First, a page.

Jervis said hearings for the detainees in Miami will soon resume on a normal schedule, because lawyers have finally been found to represent the Haitians on a pro bono basis. The hearings will serve as a forum for the debate over whether the Haitians are entitled to asylum because they are fleeing persecution or whether, as the government claims, they are simply fleeing poverty and must return home.
From the government's standpoint, the interdiction and detention policies have achieved their main goal. In the last six months of l98l an average of 620 Haitians a month were caught illegally in the U.S.; only 72 were apprehended between January and April of this year, according to Immigration figures.
But the special policy toward Haitians has caused a furor among civil and human rights groups and prompted the formation of the National Emergency Coalition for Haitian Refugees, which has condemned the Haitians' detentions as discriminatory and racist, and demanded their immediate release.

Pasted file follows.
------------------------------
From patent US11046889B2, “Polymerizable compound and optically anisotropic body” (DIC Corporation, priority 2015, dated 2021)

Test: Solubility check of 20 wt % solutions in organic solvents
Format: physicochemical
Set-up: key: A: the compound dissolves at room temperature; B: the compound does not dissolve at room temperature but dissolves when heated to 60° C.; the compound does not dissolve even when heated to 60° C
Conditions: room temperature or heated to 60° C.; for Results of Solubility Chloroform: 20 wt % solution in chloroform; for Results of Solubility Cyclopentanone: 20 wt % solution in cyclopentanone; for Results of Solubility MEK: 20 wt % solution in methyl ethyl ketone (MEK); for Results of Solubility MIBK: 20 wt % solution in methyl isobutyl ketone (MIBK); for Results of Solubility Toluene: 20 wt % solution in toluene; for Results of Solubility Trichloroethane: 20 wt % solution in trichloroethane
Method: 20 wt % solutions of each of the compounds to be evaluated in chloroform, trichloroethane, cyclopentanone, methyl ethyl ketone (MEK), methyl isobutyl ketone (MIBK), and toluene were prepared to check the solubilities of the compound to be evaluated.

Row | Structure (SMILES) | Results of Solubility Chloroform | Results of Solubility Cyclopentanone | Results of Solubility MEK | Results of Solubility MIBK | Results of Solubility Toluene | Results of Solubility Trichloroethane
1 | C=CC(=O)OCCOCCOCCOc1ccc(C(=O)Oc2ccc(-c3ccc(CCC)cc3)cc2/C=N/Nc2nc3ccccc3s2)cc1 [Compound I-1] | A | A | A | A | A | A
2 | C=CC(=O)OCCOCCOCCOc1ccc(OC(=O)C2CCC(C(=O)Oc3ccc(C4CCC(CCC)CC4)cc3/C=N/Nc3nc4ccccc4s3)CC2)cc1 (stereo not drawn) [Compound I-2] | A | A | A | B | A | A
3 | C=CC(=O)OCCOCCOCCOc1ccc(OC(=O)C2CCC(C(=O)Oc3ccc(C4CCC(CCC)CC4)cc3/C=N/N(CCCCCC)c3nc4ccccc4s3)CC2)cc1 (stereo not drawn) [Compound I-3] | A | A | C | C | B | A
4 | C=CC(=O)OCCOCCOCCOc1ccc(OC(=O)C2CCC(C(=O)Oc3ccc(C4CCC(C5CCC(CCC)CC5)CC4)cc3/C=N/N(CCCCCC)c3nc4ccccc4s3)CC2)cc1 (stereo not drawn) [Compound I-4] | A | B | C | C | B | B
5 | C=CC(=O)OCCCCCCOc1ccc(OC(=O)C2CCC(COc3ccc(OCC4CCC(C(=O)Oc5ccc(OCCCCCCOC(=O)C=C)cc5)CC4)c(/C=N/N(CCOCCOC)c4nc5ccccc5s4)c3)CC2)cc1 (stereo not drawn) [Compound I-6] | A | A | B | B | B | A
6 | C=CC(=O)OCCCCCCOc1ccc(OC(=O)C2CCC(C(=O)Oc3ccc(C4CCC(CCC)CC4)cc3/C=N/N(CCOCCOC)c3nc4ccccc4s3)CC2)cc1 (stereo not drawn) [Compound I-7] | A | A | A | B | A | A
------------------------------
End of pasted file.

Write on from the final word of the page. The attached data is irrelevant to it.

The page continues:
"What have these people done to be put into jail?" asked civil rights leader Bayard Rustin. "Why, we must ask, is it only the Haitians who have been put into jail?"
Meanwhile at Alderson, a 54-year-old institution tucked in the lea of West Virginia's rolling hills, the novel sound of French Creole patter rolls through "Unit 26", the double-story, college-type dormitory where the Haitian women sleep several to a room in bunk beds and fight off the boredom of enforced confinement.
Prison authorities have attempted to fill the women's time with sewing, hygiene and English lessons. On the wall of one of the basement classrooms is a map of the United States. "We put this up because they did not know where they where," explained David Helman, a prison spokesman.
If they want, the women can work cleaning the dormitory or cafeteria for which INS pays them
a day. Some of them receive small amounts of money from relatives. They also are visited by a Seventh Day Adventist minister who holds services at the prison.